MVRDV’s The Imprint mirrors and distorts its surrounding with glass fiber-reinforced concrete

062_Paradise_City_∏Ossip2068_Paradise_City_∏Ossip2088_Paradise_City_∏Ossip1096_Paradise_City_∏Ossip1002_Paradise_City_∏Ossip5008_Paradise_City_∏Ossip2Paradise_City_DrawingsStep_Story2-e1561430110745
<
>
The corner entrance to the indoor theme park lifts like a curtain to reveal mirrored ceilings and a glass media floor, while the GFRC facade resembles a crushed drawing. (Ossip Van Duivenbode)

In Paradise City, a new entertainment and hospitality complex in Seoul, South Korea, MVRDV was faced with a unique challenge: design two contextual, expressive buildings without any windows—one an indoor theme park and the other a nightclub. The two new structures, known collectively as The Imprint, share an architectural language and echo the design of the six other buildings in Paradise City. Despite its theme park name, “Paradise City is not a collection of individual objects like Las Vegas,” noted MVRDV principal and co-founder Winy Maas, “but a real city.”

To make these new buildings fit in with their environment, MVRDV’s solution was to fit the environment over the new buildings. That is to say, the architects virtually projected the facades of the nearby buildings, stretching them across the plazas and over the massing of the new structures—one a simple box, the other a curving box that gives definition to a public space. The facade compositions were “imprinted” in relief onto glass fiber-reinforced concrete panels. The panels, 3,869 of which are unique, were individually fabricated employing the same 3D modeling files used to design the project.

Most of the panels were painted white to create high contrast shadows that emphasize the design of the contextual echoes, but a few sections of the nightclub and surrounding plaza are painted gold. These gilded highlights are augmented with exterior lighting and, when seen from the planes landing at the nearby Incheon Airport, look like spotlights shining onto the structure. It’s an appropriate gesture for a project with facades that appear to be pulled upward, offering a peek under the curtain where mirrored surfaces and dynamic lighting suggest the glamorous spaces and experiences that lie behind.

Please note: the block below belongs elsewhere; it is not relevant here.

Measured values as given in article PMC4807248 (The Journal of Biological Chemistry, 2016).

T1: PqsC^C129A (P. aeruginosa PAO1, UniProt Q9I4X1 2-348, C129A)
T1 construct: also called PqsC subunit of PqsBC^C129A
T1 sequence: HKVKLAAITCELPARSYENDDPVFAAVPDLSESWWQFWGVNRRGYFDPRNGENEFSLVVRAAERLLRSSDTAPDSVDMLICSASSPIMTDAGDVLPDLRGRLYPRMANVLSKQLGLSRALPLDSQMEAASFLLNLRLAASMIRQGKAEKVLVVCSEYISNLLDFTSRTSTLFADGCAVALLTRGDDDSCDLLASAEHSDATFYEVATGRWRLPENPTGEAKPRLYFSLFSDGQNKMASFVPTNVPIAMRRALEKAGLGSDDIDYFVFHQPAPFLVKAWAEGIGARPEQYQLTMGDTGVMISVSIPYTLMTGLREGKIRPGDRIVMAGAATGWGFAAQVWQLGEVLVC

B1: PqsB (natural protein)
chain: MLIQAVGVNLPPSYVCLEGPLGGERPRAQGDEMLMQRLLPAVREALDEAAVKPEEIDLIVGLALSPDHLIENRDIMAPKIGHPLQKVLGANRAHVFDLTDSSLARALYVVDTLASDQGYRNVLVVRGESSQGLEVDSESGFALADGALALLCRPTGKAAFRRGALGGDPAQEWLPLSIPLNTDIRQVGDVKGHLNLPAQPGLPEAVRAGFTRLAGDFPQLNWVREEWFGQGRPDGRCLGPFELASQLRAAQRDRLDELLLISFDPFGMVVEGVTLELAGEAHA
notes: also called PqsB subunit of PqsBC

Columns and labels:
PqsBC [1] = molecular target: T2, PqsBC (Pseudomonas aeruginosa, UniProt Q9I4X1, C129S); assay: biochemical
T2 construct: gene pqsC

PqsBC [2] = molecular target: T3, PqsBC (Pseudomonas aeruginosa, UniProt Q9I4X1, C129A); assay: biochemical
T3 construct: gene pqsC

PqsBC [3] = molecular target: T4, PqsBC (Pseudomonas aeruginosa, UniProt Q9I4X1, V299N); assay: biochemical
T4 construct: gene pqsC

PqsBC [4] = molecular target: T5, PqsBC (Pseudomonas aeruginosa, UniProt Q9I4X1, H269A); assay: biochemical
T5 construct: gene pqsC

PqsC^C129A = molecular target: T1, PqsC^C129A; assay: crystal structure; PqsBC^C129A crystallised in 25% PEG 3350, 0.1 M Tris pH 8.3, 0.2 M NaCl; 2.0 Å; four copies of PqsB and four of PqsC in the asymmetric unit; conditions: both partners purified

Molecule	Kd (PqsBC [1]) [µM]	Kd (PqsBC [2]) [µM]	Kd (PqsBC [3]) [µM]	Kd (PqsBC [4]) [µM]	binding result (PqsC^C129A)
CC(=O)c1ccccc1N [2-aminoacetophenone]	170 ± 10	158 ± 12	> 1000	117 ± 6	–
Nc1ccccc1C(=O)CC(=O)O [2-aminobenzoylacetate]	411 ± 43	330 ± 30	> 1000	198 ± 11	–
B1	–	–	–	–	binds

Nighttime image of corner detail
Mirrored surfaces and lighting under the corner detail suggest the interior nightclub interior function. (Ossip Van Duivenbode)

MVRDV’s client called the completed Imprint a “work of art,” and indeed, the buildings do evoke dueling works by the sculptor Rachel Whiteread, who is known for her casts of architectural objects and spaces. But can a nightclub in an entertainment complex really be a work of art? Why not? “What, then, is the difference between architecture and art?” asked Maas. “The project plays with that, and I think that abstraction is part of it, but it has to surprise, seduce, and it has to calm down… Giorgio de Chirico would have liked to paint it, I think.”